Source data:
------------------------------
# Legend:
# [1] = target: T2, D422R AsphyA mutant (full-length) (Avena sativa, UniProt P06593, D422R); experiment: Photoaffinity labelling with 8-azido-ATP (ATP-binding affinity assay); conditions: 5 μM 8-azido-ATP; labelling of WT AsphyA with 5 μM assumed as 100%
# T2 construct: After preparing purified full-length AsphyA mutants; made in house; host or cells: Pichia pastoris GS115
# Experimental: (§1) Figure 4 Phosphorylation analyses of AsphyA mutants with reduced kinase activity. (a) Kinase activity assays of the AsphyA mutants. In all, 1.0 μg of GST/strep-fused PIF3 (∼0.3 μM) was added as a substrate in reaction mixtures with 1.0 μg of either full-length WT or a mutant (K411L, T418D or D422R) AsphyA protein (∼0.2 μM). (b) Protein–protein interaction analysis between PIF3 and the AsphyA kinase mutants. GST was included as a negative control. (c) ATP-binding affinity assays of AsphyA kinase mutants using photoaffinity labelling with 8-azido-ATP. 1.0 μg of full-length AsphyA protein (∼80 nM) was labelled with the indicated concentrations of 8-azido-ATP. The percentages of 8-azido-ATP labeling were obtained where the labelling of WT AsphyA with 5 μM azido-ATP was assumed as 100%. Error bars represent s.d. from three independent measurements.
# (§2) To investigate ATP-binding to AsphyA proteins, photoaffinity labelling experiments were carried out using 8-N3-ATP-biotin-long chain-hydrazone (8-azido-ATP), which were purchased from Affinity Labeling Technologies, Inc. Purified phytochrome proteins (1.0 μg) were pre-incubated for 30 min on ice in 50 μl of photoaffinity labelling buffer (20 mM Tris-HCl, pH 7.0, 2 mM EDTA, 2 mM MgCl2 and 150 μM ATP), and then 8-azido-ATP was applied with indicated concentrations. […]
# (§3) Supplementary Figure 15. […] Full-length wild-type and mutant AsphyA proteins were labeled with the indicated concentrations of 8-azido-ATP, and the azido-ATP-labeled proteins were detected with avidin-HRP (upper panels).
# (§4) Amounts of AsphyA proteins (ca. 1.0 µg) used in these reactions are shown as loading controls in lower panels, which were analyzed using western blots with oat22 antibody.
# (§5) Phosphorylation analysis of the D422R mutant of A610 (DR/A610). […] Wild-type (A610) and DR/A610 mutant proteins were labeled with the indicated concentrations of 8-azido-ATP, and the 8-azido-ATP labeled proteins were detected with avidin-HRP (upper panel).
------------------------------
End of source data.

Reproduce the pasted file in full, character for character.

# Legend:
# [1] = target: T2, D422R AsphyA mutant (full-length) (Avena sativa, UniProt P06593, D422R); experiment: Photoaffinity labelling with 8-azido-ATP (ATP-binding affinity assay); conditions: 5 μM 8-azido-ATP; labelling of WT AsphyA with 5 μM assumed as 100%
# T2 construct: After preparing purified full-length AsphyA mutants; made in house; host or cells: Pichia pastoris GS115
# Experimental: (§1) Figure 4 Phosphorylation analyses of AsphyA mutants with reduced kinase activity. (a) Kinase activity assays of the AsphyA mutants. In all, 1.0 μg of GST/strep-fused PIF3 (∼0.3 μM) was added as a substrate in reaction mixtures with 1.0 μg of either full-length WT or a mutant (K411L, T418D or D422R) AsphyA protein (∼0.2 μM). (b) Protein–protein interaction analysis between PIF3 and the AsphyA kinase mutants. GST was included as a negative control. (c) ATP-binding affinity assays of AsphyA kinase mutants using photoaffinity labelling with 8-azido-ATP. 1.0 μg of full-length AsphyA protein (∼80 nM) was labelled with the indicated concentrations of 8-azido-ATP. The percentages of 8-azido-ATP labeling were obtained where the labelling of WT AsphyA with 5 μM azido-ATP was assumed as 100%. Error bars represent s.d. from three independent measurements.
# (§2) To investigate ATP-binding to AsphyA proteins, photoaffinity labelling experiments were carried out using 8-N3-ATP-biotin-long chain-hydrazone (8-azido-ATP), which were purchased from Affinity Labeling Technologies, Inc. Purified phytochrome proteins (1.0 μg) were pre-incubated for 30 min on ice in 50 μl of photoaffinity labelling buffer (20 mM Tris-HCl, pH 7.0, 2 mM EDTA, 2 mM MgCl2 and 150 μM ATP), and then 8-azido-ATP was applied with indicated concentrations. […]
# (§3) Supplementary Figure 15. […] Full-length wild-type and mutant AsphyA proteins were labeled with the indicated concentrations of 8-azido-ATP, and the azido-ATP-labeled proteins were detected with avidin-HRP (upper panels).
# (§4) Amounts of AsphyA proteins (ca. 1.0 µg) used in these reactions are shown as loading controls in lower panels, which were analyzed using western blots with oat22 antibody.
# (§5) Phosphorylation analysis of the D422R mutant of A610 (DR/A610). […] Wild-type (A610) and DR/A610 mutant proteins were labeled with the indicated concentrations of 8-azido-ATP, and the 8-azido-ATP labeled proteins were detected with avidin-HRP (upper panel).